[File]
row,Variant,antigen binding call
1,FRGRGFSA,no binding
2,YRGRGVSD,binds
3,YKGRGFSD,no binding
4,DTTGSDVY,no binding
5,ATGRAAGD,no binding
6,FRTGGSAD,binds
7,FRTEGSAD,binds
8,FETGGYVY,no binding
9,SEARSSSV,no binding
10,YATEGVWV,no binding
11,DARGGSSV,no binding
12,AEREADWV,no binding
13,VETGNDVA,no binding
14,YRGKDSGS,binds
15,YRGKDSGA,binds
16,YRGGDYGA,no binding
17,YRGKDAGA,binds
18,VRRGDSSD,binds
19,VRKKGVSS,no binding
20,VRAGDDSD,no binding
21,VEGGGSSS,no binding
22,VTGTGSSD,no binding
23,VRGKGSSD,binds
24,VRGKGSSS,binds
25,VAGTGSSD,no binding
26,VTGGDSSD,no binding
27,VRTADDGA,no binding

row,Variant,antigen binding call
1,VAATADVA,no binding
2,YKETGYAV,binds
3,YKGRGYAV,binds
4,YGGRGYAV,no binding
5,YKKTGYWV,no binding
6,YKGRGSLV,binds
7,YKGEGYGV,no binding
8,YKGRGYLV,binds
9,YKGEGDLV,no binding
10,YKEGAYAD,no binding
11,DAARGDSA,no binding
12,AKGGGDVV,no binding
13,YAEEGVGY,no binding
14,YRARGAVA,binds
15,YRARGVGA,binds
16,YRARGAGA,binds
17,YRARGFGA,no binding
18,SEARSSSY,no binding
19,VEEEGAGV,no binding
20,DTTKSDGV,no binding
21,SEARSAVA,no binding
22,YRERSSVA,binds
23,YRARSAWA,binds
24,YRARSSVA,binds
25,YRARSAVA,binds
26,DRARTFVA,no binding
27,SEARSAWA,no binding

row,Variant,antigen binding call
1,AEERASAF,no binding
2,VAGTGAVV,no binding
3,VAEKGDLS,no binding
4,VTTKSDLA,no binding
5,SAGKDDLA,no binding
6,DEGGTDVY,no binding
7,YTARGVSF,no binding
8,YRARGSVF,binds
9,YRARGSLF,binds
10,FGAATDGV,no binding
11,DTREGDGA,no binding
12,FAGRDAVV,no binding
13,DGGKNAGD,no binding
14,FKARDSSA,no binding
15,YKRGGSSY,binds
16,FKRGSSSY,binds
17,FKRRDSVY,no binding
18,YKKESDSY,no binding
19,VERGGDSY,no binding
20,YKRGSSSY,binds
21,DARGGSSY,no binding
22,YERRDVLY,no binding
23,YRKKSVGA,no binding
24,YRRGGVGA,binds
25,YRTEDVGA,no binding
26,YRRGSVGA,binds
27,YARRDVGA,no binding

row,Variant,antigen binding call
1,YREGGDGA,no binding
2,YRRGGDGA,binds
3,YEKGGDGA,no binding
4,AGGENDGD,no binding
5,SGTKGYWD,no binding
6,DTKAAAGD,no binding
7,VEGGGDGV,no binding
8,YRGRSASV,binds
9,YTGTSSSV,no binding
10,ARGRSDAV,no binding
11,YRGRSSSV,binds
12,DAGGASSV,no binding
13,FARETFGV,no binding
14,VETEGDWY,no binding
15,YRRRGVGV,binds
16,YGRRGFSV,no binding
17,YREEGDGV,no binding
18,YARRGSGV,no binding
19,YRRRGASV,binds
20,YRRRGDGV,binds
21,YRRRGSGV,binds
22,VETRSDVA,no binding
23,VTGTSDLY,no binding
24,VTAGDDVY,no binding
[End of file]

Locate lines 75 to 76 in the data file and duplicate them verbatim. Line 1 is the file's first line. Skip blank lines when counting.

18,YKKESDSY,no binding
19,VERGGDSY,no binding